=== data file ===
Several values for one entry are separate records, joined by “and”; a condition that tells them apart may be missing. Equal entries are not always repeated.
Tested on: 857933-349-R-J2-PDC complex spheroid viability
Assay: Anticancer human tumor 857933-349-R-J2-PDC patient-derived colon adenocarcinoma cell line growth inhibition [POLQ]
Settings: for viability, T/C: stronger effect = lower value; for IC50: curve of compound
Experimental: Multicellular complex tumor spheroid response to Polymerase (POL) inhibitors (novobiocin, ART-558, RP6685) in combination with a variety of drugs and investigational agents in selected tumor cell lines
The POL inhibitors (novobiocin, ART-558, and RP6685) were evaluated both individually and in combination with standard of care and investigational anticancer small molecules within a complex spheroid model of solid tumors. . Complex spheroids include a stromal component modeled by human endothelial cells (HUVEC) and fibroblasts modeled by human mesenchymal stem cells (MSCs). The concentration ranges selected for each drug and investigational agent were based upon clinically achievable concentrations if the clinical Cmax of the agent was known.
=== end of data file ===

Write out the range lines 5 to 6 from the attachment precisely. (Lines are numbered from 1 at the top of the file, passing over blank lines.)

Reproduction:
Experimental: Multicellular complex tumor spheroid response to Polymerase (POL) inhibitors (novobiocin, ART-558, RP6685) in combination with a variety of drugs and investigational agents in selected tumor cell lines
The POL inhibitors (novobiocin, ART-558, and RP6685) were evaluated both individually and in combination with standard of care and investigational anticancer small molecules within a complex spheroid model of solid tumors. . Complex spheroids include a stromal component modeled by human endothelial cells (HUVEC) and fibroblasts modeled by human mesenchymal stem cells (MSCs). The concentration ranges selected for each drug and investigational agent were based upon clinically achievable concentrations if the clinical Cmax of the agent was known.